When last October FTSE 100 (related to London Stock Exchange) share index plunged about 10%, falling below 4,000 points for the first time in five years, most Maldivians would have been blissfully unaware. Even the few who WERE aware would have simply shrugged it off, "Surely all those yelling traders in UK have nothing to do with me?"
Wrong. Their actions will affect your food prices, your health bills, your electricity bills, your salary, your investments and what you earn as rent from your home. FTSE 100 will affect the Maldives directly and indirectly. Directly because the United Kingdom is one of our main tourism markets and indirectly because London is the world's number 2 financial center. In fact, the ripple effects of UK's financial woes were felt immediately, with falls across the world - in France, Germany, Australia, Hong Kong, Singapore and Russia, as well as in Tokyo and on Wall Street.
Actual tourist arrivals in the Maldives appear to be sustained, at least for the time being. But many resorts report low bar sales and extras, indicating that tourists are tight with their wallets. In addition, there are recent indications that world tourism is slowing. In an ominous development British Airways two days ago reported a loss of £70 million over the past year.
Under normal circumstances a credit crunch in the developed world would have relatively less impact on a relatively isolated financial market as in the Maldives. This is because a sort of 'reverse Darwinism' works in the international money market: the more sophisticated a system is the more it is affected by any downturn. Thus it is no coincidence that the current crisis had its origins and severest impact in London and New York –They are the most sophisticated financial centers in the world. Compared to them our financial system is primitive. Not many Maldivians have even heard of 'collateralized debt obligations' and 'mortgage-backed securities,' let alone own them.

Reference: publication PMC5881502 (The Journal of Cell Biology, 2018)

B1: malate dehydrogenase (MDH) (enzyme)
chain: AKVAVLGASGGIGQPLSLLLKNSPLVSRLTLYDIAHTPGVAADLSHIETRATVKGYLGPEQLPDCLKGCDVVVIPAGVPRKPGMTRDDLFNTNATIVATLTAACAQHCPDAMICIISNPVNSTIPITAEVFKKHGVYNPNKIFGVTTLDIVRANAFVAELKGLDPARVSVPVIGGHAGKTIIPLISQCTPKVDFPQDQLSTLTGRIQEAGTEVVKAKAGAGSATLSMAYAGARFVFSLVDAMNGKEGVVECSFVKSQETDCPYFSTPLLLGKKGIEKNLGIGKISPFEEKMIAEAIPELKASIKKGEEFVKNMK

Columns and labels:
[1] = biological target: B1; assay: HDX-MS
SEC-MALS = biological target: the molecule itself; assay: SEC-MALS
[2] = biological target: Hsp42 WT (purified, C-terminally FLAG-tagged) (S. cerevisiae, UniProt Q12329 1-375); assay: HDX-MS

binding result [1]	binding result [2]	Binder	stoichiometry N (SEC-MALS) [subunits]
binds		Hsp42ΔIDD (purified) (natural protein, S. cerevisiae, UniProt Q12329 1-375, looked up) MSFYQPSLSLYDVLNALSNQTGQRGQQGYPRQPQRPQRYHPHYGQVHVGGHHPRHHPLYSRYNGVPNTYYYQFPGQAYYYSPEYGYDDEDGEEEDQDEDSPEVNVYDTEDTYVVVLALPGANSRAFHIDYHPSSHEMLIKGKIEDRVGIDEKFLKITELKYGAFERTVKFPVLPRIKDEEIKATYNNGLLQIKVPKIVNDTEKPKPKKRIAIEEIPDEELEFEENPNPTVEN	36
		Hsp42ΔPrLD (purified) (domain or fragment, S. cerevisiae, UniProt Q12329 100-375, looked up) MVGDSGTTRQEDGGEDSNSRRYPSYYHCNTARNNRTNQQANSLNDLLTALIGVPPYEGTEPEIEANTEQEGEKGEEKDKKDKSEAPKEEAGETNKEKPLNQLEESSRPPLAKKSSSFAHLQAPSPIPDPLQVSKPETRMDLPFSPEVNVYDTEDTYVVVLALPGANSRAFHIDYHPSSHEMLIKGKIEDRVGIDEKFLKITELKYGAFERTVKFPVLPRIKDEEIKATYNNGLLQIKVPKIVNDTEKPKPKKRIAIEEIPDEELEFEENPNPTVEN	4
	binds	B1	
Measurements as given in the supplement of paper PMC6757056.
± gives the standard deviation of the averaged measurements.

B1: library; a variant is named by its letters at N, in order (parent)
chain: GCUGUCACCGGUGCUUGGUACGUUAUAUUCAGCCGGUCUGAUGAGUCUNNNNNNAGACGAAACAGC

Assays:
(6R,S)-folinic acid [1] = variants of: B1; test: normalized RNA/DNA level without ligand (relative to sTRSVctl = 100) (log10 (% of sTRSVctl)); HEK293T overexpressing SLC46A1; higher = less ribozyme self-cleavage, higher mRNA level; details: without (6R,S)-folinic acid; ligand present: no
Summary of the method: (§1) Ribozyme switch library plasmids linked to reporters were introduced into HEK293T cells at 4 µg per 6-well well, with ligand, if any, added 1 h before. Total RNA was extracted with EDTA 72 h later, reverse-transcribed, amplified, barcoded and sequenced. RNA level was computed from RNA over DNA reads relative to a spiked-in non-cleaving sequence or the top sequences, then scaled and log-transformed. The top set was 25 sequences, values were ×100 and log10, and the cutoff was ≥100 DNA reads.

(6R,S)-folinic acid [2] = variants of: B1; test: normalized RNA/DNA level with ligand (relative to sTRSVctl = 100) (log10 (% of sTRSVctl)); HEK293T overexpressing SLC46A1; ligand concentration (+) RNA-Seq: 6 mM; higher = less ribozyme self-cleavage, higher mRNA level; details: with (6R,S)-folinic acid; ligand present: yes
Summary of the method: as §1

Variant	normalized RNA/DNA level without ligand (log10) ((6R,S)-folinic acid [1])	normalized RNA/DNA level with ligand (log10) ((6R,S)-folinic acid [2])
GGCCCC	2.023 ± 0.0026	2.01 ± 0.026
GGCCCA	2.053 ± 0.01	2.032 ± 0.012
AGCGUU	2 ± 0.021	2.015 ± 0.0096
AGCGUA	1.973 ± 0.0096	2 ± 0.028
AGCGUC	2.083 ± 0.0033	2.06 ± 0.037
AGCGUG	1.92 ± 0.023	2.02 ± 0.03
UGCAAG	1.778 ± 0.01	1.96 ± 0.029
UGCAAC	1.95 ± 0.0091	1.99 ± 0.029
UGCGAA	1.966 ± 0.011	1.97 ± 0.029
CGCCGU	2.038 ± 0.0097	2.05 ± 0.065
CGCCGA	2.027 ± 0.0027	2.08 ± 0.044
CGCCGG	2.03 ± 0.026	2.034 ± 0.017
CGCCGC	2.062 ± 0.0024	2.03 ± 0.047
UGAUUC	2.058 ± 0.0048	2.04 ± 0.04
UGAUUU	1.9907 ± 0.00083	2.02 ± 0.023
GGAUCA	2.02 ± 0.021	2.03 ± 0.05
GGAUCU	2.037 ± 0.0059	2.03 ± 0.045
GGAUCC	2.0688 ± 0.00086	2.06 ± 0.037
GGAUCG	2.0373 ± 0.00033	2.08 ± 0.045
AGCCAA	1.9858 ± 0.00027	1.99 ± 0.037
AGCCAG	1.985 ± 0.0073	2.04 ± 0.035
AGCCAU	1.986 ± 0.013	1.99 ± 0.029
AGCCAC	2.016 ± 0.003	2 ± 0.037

But thanks to Bank of Maldives, we have our very own version of 'toxic debts' in the form of non-performing loans given to political bigwigs. This is an unfortunate coincidence.
The picture for our immediate financial future is very bleak. But not many of us appear to be worried. Our restaurants are still overflowing. Shopping is a bit slow only because traders are unable to get foreign exchange to pay for import bills. We are still in overspending mode even though our foreign currency reserves cover only a few weeks of imports. How long can we go on as if nothing has happened?